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Aug 15

What’s Next?

In doing some digging in preparation for the start of www.ReRAM-Forum.com, it became increasingly obvious that the technology is approaching a ‘tipping point’. While NAND Flash continues is relentless march down Moore’s law, more and more often one hears that the end of downscaling (at least in 2D) is in sight. Multi-layered (3D) approaches will no doubt gain a few more generations and I wouldn’t be surprised if ways to store an extra bit (or two) per cell will be worked out. Of course 3D (and multi-bit) is equally applicable to ReRAM/CBRAM. In fact one might argue that multi layer approaches will prove to be less complex for ReRAM/CBRAM. Nonetheless, the challenges of manufacturing multiple layers of active devices at close to minimum dimensions are many, complex and not to be underestimated. However, the good news for the ReRAM/CBRAM community is that the considerable ingenuity and innovative powers of the thousands of engineers working on NAND Flash will be working on these issues over the next few years. If they can’t come up with a yielding (i.e. profitable) approach, it is probably safe to say that multi layered approaches are not feasible.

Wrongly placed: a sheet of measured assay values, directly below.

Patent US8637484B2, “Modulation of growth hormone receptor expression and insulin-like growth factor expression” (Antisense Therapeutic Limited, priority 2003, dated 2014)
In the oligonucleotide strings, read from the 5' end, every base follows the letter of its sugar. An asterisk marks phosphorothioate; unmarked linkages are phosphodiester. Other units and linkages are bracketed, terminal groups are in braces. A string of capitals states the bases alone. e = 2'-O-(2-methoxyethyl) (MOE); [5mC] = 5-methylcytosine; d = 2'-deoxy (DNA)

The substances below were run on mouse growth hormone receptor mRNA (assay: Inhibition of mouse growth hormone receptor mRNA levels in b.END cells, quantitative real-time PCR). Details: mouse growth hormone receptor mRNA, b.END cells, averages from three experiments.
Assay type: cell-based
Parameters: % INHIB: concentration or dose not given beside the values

The question the ReRAM/CBRAM community faces right now is how to get one’s ‘foot in the door’ to start developing and exercising manufacturing technology for volume applications and get samples and products to customers. The main NAND Flash suppliers will no doubt be working on and keeping close tabs on the technology. However, they will only go so far in terms of internal resource allocation to develop and manufacture samples of products that will potentially compete with their existing products.

On the other hand, a BEOL solution for embedded non-volatile memory seems attractive as one can minimize the changes needed to the FEOL manufacturing flow. Along these lines, Panasonic recently announced a micro-controller with an ReRAM memory could be available next year. More taxing because of the amounts of memory required is the ‘acoustic co-processor’ recently announced by my former employer, Spansion. Voice recognition is database search intensive so the more (non-volatile) memory type embedded with a processor, the better the performance! While I’ve no knowledge of the form of the acoustic co-processor except that it uses NOR Flash, a system on a chip (SoC) will almost always win out over a system in a package (SiP) for the same amounts of CPU horsepower and memory.

Christie Marrian, www.ReRAM-Forum.com moderator

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